DVD Review - Last Summer
With the lack of plot or driving narrative, the use of voice-over and the entire piece being like a slow-moving montage, it aides in film critic Stephen Farber's comparison to Terrence Malick. Yet, there is a literalness to Thiedeman that is more overriding. He's more observational and objective than he is purposeful, which Malick is. The examples of Thiedeman's literalness come toward the end.
Thiedeman seems to be a fan of close-ups. This movie is comprised almost entirely of them, one after the other. There's at most only three or four wide-shots and no establishing shots at all. The first face in close up we see is Samuel Pettit who plays Luke, an average teen boy in Arkansas summer school. He's good at athletics like baseball but bad at academics and art. Another face in close-up is Sean Rose who plays Jonah, the boyfriend of Luke who is not the average teen boy. He's opposite to Luke though in that he isn't good at athletics but he excels at academics like math. Jonah is even good at painting and piano-playing.
Thiedeman lingers on an extreme close-up of Jonah's rosy cheeks. He also lingers on extreme close-ups of Luke and Jonah's various body parts like their hands and feet and seems intent on making the audience intimately aware of every freckle and every pore on the boys' skin. Yet, because Jonah is an artist, the extreme close-ups of his rosy cheeks are inter-cut with close-ups of Jonah's water painting, which is flesh tone or slightly red-soaked in color, and that's all I can tell.
It's Thiedeman being literal. It's not metaphor because Thiedeman never pulls back and perhaps shows us what Jonah's painting is or means, or how Jonah feels about it other than through the heavy piano on the soundtrack, so the inter-cut ultimately doesn't mean anything. In the penultimate scene, Thiedeman has Jonah playing "Child Falling Asleep," the 12th movement of German composer Robert Schumann's opus. The writer-director and editor then cuts to a shot of Luke actually falling asleep. Again, it's Thiedeman being literal.
Luke isn't an artist but he seems to be Thiedeman's proxy in that Luke is a photographer. Luke carries what looks like an actual film camera. Luke's eye then is revealed to be the eye of Thiedeman and the eye that both want the audience to have, and that's the eye of wonder and appreciation of the rural surroundings. The large number of close-ups is both wanting us to look closer and see the beauty that one might not think is there.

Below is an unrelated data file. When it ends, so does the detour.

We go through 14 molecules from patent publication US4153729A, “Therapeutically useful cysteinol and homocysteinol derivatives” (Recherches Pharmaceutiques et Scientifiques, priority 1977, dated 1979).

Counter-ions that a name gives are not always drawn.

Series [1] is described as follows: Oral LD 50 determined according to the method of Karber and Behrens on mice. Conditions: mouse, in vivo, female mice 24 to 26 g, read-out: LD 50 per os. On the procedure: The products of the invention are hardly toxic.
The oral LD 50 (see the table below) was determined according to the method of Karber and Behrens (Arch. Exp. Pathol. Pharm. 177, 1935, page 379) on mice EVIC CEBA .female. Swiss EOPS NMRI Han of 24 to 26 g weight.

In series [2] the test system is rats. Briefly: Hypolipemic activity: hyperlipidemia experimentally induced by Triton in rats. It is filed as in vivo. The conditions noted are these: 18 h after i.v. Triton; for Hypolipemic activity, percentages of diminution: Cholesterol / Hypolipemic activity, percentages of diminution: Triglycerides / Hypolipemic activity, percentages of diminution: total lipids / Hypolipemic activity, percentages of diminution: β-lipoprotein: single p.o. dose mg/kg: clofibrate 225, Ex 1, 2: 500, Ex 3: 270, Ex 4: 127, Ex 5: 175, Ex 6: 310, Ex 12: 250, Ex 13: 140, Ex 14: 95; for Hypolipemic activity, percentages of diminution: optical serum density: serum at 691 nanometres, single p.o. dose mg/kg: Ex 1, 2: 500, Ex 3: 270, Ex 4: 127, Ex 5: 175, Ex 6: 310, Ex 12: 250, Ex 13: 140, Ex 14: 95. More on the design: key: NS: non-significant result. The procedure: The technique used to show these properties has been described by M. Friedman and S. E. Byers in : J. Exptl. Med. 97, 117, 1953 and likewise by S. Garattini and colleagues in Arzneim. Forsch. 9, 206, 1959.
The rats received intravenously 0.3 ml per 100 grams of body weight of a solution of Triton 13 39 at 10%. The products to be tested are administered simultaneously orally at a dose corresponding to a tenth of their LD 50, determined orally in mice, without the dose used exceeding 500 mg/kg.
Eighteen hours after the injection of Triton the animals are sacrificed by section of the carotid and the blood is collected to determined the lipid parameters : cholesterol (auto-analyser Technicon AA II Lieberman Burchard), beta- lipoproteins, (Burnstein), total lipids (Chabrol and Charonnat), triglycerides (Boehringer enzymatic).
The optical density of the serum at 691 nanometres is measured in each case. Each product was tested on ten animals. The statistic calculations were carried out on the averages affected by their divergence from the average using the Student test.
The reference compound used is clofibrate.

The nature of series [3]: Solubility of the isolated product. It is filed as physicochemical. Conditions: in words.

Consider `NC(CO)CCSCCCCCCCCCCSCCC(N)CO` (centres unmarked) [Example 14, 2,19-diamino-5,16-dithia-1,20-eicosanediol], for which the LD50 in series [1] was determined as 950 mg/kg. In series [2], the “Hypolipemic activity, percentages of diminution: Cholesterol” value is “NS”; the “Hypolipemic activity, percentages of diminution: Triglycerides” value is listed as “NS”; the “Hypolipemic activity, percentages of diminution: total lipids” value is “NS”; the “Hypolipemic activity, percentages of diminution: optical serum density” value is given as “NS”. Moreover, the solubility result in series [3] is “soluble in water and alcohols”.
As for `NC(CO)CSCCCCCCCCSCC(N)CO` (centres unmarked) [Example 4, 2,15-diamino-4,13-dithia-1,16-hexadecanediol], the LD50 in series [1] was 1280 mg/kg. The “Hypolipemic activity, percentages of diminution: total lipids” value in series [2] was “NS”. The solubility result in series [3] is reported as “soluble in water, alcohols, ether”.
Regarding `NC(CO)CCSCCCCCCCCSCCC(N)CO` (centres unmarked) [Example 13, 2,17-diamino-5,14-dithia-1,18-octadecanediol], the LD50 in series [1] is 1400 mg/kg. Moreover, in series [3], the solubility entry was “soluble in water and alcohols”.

To that effect, every shot here is meticulously well-composed and well-lit, whether capturing natural light or not, and each of Thiedeman's frames are so rich and gorgeous that each could hang in a museum or art gallery forever. Thiedeman's movie simply isn't rich in story or characterization. It's mostly banality. Whatever point or theme that's meant to be conveyed isn't developed. It's merely floated pass the screen. The screen is so pretty that you forgive it.
Rose gives the better performance, probably because his character is given some dramatic conflict. Pettit's character has everything decided at the beginning and doesn't change or waiver. Rose's character Jonah at least has questions and concerns. He's upset by certain things. Therefore, he's slightly more exciting to watch, whereas Pettit's character Luke is boring.
Luke is somewhat interesting in that he's utterly unafraid and not hindered at all by homophobia. He's gay and has no bones about it. Neither does anyone else either. It's odd though that Thiedeman's movie is highly lacking in its depictions of said gayness. The two boys lie naked next to each other and cuddle. The intimations are enough, but their cuddling is never in a wide or medium-enough shot that anything other than platonic physicality is seen happening. At no point do we see them kiss for example.
This movie has gotten quite a bit of praise. It was ranked # 9 out of 99 films that went undistributed in 2013, according to the Village Voice Film Critics Poll. The special features on the DVD specifically spotlight still images, which are this movie's strength, as well as a 7-minute director's interview.
Four Stars out of Five.
Not Rated but recommended for general audiences.
Running Time: 1 hr. and 13 mins.